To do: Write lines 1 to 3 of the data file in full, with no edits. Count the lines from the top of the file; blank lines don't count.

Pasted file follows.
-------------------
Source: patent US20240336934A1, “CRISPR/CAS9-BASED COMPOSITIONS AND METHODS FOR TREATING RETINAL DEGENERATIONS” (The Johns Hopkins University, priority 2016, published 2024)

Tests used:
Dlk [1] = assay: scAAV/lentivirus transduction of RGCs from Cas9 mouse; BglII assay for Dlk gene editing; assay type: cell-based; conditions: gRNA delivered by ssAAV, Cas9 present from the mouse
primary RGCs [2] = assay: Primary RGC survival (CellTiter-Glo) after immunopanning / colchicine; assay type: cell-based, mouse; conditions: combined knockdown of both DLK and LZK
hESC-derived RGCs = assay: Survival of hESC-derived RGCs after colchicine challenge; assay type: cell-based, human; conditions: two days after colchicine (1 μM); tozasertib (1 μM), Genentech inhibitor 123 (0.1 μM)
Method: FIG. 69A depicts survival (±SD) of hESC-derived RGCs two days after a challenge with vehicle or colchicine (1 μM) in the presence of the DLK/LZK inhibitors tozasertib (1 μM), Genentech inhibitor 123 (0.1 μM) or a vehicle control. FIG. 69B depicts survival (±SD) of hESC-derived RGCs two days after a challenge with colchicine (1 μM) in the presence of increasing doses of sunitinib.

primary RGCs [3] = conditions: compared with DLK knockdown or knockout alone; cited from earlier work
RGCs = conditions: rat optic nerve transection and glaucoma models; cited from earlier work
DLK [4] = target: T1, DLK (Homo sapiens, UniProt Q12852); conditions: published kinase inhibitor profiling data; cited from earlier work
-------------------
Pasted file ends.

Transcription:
Source: patent US20240336934A1, “CRISPR/CAS9-BASED COMPOSITIONS AND METHODS FOR TREATING RETINAL DEGENERATIONS” (The Johns Hopkins University, priority 2016, published 2024)

Tests used:
Dlk [1] = assay: scAAV/lentivirus transduction of RGCs from Cas9 mouse; BglII assay for Dlk gene editing; assay type: cell-based; conditions: gRNA delivered by ssAAV, Cas9 present from the mouse